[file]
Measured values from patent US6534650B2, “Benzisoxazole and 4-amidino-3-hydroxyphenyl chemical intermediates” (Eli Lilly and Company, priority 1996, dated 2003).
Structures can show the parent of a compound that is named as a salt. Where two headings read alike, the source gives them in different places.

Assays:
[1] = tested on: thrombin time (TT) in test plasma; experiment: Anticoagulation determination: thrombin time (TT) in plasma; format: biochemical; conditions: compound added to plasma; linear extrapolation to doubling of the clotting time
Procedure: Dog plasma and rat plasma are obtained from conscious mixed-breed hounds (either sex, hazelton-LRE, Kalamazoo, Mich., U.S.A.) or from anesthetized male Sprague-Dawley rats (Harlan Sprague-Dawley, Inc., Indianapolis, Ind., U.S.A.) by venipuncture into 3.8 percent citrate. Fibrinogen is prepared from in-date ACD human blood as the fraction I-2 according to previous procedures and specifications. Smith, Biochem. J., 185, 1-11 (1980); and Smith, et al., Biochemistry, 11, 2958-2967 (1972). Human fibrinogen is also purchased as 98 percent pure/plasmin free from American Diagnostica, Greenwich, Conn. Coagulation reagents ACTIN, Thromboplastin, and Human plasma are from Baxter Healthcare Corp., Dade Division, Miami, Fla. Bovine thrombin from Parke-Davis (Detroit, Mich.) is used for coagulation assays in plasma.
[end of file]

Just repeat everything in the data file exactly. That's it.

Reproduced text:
Measured values from patent US6534650B2, “Benzisoxazole and 4-amidino-3-hydroxyphenyl chemical intermediates” (Eli Lilly and Company, priority 1996, dated 2003).
Structures can show the parent of a compound that is named as a salt. Where two headings read alike, the source gives them in different places.

Assays:
[1] = tested on: thrombin time (TT) in test plasma; experiment: Anticoagulation determination: thrombin time (TT) in plasma; format: biochemical; conditions: compound added to plasma; linear extrapolation to doubling of the clotting time
Procedure: Dog plasma and rat plasma are obtained from conscious mixed-breed hounds (either sex, hazelton-LRE, Kalamazoo, Mich., U.S.A.) or from anesthetized male Sprague-Dawley rats (Harlan Sprague-Dawley, Inc., Indianapolis, Ind., U.S.A.) by venipuncture into 3.8 percent citrate. Fibrinogen is prepared from in-date ACD human blood as the fraction I-2 according to previous procedures and specifications. Smith, Biochem. J., 185, 1-11 (1980); and Smith, et al., Biochemistry, 11, 2958-2967 (1972). Human fibrinogen is also purchased as 98 percent pure/plasmin free from American Diagnostica, Greenwich, Conn. Coagulation reagents ACTIN, Thromboplastin, and Human plasma are from Baxter Healthcare Corp., Dade Division, Miami, Fla. Bovine thrombin from Parke-Davis (Detroit, Mich.) is used for coagulation assays in plasma.